I was reading the Wheel of Time wiki and was surprised when I came across a timeline in which it was revealed that the entire series--all 14 books, from Two Rivers to the grand finale--took about two years. Two years. I found that a bit off-putting - not simply because the books themselves were published over 23 years, but also because of how much occured in those 14 books and much the characters developed, at least in terms of their abilities. I mean, I could see five or six years, but two? It seems a bit off. I think Memory, Sorrow and Thorn was similarly short.

    Anyhow, I'm wondering if people can post the rough time spans of different multi-volume epics? I'm not talking about prologues and ancient history flashbacks, like in Malazan, but the period of time that the protagonist(s) experienced from start to finish of the narrative.

    What others?
    Fact is, the thicker (with events and characters) the story becomes, the less time can be covered unless the writer inserts gaps. A one-character story can be linear--a thirteen-character story is going to have branches, cross-connections, interactions, backstories, etc. If it's also an epic story (which means more places--more cultures, more languages, more high-stakes situations) it will slow down even more simply because of the words it takes to show each part of that, for even the most elegant and efficient writer.

    My first three books--only one protagonist, covered about five years, with small POV sections (hardly more than brief conversations) from other points of view. The first book made the most ground, over three years. Two "prequel" books, set about 500 years back, each stick to one protagonist and thus cover more time. (The times they cover overlap and the two protagonists, one per book, provide the background for conflicts that show up in both the first trilogy and the current 5 book group.) The new group of books set in the same world, but with expanded co-equal protagonists, is five books, each of which covers less than a year...the first volume, introducing all the main strands that would entwine for the long story arc, covered only a quarter year. A lot happened...it doesn't spend pages detailing every item of clothing, every meal, etc...but so much happened that it took 460+ pages (in the print edition) to cover it. The next volume doesn't quite make a half year. The third (the end of the original contract but quite clearly not capable of engulfing the rest of the story unless reduced to naked outline) was the middle, or hinge, of the story, and that slowed it down--well under half a year. With only a two-book contract to finish the monster, I pushed the fourth book hard to get it to a year and a quarter, and the last also made over a year (with a section in 5 that overlapped 4, because some characters were out of contact for a season.) I think that's right. About four years.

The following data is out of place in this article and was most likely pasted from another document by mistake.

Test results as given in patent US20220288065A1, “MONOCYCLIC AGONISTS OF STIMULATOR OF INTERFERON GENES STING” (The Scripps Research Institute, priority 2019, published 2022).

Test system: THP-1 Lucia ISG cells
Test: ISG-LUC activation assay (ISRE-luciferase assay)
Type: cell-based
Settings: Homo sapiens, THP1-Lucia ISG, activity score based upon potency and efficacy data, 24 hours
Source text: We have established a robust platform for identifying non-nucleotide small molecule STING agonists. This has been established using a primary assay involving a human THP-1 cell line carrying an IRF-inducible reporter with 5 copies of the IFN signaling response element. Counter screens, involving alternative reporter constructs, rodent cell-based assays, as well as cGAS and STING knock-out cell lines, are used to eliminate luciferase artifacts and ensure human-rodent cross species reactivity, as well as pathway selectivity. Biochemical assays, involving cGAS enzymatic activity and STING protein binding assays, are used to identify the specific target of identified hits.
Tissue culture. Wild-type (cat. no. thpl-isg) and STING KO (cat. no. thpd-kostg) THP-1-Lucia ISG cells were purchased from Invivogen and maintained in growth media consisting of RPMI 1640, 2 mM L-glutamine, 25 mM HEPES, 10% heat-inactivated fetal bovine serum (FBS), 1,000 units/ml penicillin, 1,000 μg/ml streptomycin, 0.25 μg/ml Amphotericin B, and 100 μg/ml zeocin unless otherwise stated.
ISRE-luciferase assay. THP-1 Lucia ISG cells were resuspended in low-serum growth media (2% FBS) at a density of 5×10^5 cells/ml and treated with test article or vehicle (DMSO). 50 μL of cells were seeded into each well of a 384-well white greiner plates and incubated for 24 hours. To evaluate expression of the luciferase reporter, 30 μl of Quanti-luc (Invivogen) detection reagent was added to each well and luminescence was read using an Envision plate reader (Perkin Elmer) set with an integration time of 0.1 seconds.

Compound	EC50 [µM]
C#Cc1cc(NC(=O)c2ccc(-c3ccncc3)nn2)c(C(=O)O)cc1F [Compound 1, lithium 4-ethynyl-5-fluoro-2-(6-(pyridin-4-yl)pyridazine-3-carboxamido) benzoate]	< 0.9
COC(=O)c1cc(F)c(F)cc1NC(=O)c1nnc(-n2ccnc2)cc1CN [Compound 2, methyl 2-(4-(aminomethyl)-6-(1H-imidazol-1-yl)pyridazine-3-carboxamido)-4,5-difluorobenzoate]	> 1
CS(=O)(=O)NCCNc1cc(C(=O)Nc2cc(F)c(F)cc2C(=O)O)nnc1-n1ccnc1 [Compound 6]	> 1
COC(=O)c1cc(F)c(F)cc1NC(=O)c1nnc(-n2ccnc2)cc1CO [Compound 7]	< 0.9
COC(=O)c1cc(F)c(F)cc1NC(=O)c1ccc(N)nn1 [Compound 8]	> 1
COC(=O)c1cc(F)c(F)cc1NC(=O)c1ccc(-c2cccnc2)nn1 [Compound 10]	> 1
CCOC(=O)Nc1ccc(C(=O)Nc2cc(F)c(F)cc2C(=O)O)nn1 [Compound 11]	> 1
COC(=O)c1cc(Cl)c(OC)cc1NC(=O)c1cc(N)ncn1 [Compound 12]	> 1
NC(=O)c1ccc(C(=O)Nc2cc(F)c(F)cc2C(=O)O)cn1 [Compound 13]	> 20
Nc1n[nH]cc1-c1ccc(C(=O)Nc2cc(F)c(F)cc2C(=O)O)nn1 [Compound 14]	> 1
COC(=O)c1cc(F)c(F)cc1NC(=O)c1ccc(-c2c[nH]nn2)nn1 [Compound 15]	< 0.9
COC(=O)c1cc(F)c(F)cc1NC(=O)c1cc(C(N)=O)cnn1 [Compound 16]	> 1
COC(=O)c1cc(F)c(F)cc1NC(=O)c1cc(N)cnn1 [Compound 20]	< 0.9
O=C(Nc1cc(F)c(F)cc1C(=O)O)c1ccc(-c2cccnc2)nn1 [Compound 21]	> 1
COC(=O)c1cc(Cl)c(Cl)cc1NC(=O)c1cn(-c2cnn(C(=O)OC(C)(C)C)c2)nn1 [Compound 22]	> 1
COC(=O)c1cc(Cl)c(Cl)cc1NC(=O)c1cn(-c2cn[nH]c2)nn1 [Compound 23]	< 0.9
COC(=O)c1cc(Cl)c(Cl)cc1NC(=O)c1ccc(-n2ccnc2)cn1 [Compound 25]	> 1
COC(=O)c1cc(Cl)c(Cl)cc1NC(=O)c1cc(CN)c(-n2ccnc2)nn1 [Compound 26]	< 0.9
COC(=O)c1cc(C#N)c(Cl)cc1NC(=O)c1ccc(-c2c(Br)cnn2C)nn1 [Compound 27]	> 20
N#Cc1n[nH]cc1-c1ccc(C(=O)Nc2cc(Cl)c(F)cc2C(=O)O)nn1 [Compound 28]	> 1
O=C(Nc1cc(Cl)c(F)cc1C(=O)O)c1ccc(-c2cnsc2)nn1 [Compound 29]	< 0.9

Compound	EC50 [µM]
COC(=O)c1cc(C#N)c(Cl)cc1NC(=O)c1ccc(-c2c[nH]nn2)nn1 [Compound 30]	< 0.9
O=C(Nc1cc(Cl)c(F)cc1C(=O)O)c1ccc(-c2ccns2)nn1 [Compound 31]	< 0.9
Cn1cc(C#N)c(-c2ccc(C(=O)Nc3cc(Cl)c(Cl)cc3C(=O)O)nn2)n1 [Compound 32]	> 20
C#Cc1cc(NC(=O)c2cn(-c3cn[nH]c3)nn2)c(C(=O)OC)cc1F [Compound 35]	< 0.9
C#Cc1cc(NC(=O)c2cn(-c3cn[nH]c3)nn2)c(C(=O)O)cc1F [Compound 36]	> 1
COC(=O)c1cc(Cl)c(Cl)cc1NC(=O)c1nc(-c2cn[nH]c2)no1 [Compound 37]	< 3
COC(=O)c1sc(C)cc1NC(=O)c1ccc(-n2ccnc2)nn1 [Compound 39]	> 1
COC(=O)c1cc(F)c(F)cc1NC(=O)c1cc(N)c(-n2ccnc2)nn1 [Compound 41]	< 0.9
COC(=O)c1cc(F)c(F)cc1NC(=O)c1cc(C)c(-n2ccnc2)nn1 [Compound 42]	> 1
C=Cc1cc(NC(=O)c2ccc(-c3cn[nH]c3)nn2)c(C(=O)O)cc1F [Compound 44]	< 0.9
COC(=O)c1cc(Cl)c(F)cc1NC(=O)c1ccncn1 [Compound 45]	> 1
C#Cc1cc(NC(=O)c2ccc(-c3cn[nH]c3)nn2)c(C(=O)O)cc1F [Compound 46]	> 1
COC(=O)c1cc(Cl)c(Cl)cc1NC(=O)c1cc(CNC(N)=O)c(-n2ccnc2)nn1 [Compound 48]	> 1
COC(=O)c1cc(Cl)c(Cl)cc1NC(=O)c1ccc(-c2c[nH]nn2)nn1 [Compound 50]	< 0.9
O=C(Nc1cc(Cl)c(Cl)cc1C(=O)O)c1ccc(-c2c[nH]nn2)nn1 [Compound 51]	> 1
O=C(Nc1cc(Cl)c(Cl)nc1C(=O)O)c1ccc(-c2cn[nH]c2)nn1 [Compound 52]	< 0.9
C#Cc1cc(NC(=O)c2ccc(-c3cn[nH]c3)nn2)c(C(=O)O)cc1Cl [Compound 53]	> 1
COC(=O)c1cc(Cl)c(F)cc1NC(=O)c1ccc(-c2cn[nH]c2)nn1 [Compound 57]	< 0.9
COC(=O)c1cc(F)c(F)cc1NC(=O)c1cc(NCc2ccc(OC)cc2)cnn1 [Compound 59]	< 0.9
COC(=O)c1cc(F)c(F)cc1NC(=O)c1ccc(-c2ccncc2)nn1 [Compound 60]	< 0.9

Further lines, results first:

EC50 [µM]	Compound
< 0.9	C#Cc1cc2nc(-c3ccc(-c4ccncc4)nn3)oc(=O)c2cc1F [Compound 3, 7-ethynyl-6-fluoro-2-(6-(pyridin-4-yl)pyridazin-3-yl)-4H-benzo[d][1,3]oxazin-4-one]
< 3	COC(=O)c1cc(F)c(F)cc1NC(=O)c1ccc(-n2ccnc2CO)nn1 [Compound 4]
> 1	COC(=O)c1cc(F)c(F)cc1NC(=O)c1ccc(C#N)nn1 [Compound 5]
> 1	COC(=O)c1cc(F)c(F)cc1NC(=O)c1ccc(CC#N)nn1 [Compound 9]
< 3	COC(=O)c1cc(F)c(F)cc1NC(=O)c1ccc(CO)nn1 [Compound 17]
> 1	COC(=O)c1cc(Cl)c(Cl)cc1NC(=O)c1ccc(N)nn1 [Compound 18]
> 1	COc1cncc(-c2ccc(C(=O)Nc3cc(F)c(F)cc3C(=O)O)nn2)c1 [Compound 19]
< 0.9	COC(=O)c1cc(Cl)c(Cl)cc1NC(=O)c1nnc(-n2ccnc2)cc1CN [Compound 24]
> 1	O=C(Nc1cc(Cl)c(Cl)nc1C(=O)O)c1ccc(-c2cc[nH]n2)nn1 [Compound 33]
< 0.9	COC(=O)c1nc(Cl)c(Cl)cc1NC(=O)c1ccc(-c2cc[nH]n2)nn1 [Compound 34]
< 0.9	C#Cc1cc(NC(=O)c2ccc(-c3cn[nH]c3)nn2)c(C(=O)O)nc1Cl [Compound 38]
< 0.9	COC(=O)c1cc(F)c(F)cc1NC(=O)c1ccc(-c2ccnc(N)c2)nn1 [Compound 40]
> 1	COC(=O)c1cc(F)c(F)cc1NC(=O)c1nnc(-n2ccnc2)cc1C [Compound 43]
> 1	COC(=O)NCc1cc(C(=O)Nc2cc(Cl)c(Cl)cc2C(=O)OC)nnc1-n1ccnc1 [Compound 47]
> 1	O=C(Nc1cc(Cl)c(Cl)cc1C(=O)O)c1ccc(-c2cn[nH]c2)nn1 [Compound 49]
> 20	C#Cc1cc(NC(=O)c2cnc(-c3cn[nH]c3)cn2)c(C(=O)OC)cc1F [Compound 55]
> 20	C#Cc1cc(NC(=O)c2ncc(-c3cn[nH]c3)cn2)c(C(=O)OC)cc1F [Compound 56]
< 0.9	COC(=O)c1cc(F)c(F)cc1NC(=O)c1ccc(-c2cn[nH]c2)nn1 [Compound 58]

C.J. Cherryh's Foreigner series (I know; it's SF, not fantasy, but the structure is similar) is now somewhere in the teens of volumes, and how much time is covered in a given volume varies widely. The only "time-covering" book is the one where the POV characters are all on a spaceship on a voyage there and back again that takes two years. Other volumes have covered as little as a month or so. I was recently re-reading all the books in this series that we have, and was astonished to realize (reading them back to back, one volume a day) how little "real time" was covered in most of them. I think altogether it's at least nine years because the heir to the aiji is now almost nine (in the latest one I read) but that's...um...well into the teens of books.

    So it varies. How much detail does the writer give the reader? How deeply are characters realized? How elaborate and nuanced are the cultures shown?

  6. #6
    Thanks E(lizabeth?) Moon, that is very helpful with some factors that I hadn't thought about.

    The reason I asked this question is that as I write and plan my own series (probably 3-4 books), I'm looking at a possible timespan of about 15ish years, which I'm worried is a bit long for epic fantasy. I know that there are any number of ways to approach this, and none are necessarily "wrong," but my concern is if a longer period of time gives the reader a sense of separation from the story, particularly gaps of multiple years between volumes. The first book (which has a complete very rough draft) covers about 7 years, with the first part (approx. 100 pages) describing key points of the protagonist's adolelescence before the main narrative begins when he's 21, when most of the book takes place. I don't think this is all that unusual or problematic. The second book is 3-4 years, and then there's a few-year gap between the second and third/fourth books. So its not a very even progression of time and, in a way, more akin to the structure of the original Star Wars trilogy (if the first movie had included a longer sequence of Luke growing up).

    As an aside, which seems relevant to your explanation, there is one central protagonist with two secondary ones and a bunch of tertiary ones. I'm guessing that about 60% of the first book is the primary protagonist, 30% are the two secondary ones and 10% are spread through the tertiary ones. The point being, it isn't as split as, say, A Song of Ice and Fire.

  7. #7
    Registered User
    Join Date
    Nov 2009
    Location
    Texas, USA
    Posts
    819
    Quote Originally Posted by Alchemist View Post
    Thanks E(lizabeth?) Moon, that is very helpful with some factors that I hadn't thought about.